Sexual Violence in History: A Bibliography

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Start: Alphabetical Index: Author Index: A | B | C | D | E | F | G | H | I | J | K | L | M | N | O | P | Q | R | S | T | U | V | W | X | Y | Z | Unknown

First published: July 1, 2023 - Last updated: July 1, 2023


Author: Elisabeth Krimmer and Patricia Anne Simpson

Title: Introduction

Subtitle: -

In: German #MeToo: Rape Cultures and Resistance, 1770-2020

Edited by: Elisabeth Krimmer and Patricia Anne Simpson

Place: Rochester, NY

Publisher: Boydell & Brewer

Year: 2022 (Publiehed online: October 8, 2022)

Pages: 1-32

Series: Women and Gender in German Studies 10

ISBN-13: 9781640141353 (hardcover) - Find a Library: Wikipedia, WorldCat | ISBN-13: 9781800106062 (EPUB) - Find a Library: Wikipedia, WorldCat | ISBN-13: 9781800106055 (PDF) - Find a Library: Wikipedia, WorldCat

Language: English

Keywords: Modern History: 18th Century, 19th Century, 20th Century, 21st Century | European History: German History | Society: Rape Culture


- Cambridge Core (Restricted Access)

- JSTOR (Restricted Access)

- Google Books (Limited Preview)


- Elisabeth Krimmer, German Department, University of California, Davis - Author's Personal Website,

- Patricia Anne Simpson, Department of Modern Languages and Literatures, University of Nebraska-Lincoln - Humanities Commons, ResearchGate

Summary: »On Octoberr 5, 2017, Jodie Kantor and Megan Twohey of the New York Times published an article that detailed how, for decades, the movie producer Harvey Weinstein had paid off and thus silenced women who accused him of sexual harassment. On October 15, the actress Alyssa Milano retweeted the suggestion of a friend: "If all the women who have been sexually harassed or assaulted wrote 'Me too.' as a status, we might give people a sense of the magnitude of the problem." In the next twenty-four hours, twelve million Facebook posts responded to this invitation. Through her tweet, Milano introduced to a mainstream audience a movement founded in 2006 by Tarana Burke in order to support young women of color who had experienced sexual abuse. In the weeks and months after Milano's tweet, #MeToo resonated around the globe, including in France as #BalanceTonPorc, in China as #RiceBunny, in Spain as #YoTambien, and as #ichauch in Germany, where the most prominent cases involved accusations of sexual assault against the director Dieter Wedel and against Siegfried Mauser, the president of the Musikhochschule Munich.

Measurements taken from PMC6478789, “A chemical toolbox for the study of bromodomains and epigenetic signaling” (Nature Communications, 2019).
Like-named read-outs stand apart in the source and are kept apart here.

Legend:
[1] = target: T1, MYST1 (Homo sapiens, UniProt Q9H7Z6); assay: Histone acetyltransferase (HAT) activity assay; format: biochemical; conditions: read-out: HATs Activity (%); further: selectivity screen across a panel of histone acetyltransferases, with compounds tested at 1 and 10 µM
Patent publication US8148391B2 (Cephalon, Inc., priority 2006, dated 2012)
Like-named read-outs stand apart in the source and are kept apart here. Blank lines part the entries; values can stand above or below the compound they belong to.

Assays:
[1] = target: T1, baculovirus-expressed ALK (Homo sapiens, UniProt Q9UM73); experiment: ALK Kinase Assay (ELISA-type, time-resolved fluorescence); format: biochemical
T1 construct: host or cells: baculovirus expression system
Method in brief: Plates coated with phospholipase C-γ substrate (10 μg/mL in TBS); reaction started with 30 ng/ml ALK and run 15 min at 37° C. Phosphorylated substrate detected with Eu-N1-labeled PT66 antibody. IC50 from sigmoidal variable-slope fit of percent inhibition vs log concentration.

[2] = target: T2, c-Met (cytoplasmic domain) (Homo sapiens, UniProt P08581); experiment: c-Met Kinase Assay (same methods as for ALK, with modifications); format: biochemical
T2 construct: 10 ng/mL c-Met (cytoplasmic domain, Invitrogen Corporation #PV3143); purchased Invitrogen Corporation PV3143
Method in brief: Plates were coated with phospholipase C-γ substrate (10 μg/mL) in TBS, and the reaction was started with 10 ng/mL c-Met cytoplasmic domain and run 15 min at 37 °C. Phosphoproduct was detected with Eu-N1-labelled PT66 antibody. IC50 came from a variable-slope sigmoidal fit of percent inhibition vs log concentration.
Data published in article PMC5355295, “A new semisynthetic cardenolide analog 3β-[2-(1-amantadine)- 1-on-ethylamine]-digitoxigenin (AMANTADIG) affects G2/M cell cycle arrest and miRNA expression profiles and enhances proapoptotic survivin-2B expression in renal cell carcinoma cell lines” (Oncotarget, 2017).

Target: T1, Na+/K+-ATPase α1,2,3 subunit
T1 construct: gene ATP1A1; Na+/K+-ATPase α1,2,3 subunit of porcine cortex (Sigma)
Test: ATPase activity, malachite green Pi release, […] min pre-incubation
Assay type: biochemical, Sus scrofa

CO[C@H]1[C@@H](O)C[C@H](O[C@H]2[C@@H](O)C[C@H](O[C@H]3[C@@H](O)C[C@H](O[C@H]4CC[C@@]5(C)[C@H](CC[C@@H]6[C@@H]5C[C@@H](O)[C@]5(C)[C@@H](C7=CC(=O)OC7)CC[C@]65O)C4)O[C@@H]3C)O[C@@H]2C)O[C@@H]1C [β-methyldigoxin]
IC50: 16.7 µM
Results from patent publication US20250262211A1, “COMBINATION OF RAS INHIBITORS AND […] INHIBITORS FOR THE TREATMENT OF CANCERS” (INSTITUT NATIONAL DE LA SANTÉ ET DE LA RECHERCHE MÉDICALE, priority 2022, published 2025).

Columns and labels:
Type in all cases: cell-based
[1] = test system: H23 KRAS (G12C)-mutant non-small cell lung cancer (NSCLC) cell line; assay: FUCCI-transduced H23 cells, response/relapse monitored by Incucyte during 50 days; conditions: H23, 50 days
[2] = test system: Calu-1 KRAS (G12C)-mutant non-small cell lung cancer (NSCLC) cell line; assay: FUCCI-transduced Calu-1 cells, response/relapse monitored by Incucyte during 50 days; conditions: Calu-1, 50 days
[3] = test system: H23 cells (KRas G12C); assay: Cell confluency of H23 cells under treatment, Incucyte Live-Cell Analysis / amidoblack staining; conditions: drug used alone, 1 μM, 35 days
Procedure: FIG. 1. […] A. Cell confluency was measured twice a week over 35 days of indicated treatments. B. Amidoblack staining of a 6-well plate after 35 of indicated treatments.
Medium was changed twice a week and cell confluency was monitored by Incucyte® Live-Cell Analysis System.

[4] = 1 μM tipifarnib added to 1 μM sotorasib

The worldwide resonance of #MeToo drastically illustrates the ubiquity of sexual abuse and sexual violence and of the failure to acknowledge their impact publicly. It shows that there is a great need not only to hold perpetrators accountable but also to raise public consciousness. All too often, attention is directed exclusively to the victimization of white middle- class women, while neglecting the experiences of women from lower socioeconomic backgrounds, women of color, members of LGBTQ and immigrant communities, and also of men, including, but not limited to, the rape of male prison inmates.« (Source: Cambridge Core)

Wikipedia: History of Europe: History of Germany | Literature: German literature / Rape in fiction | Sex and the law: Rape / Rape culture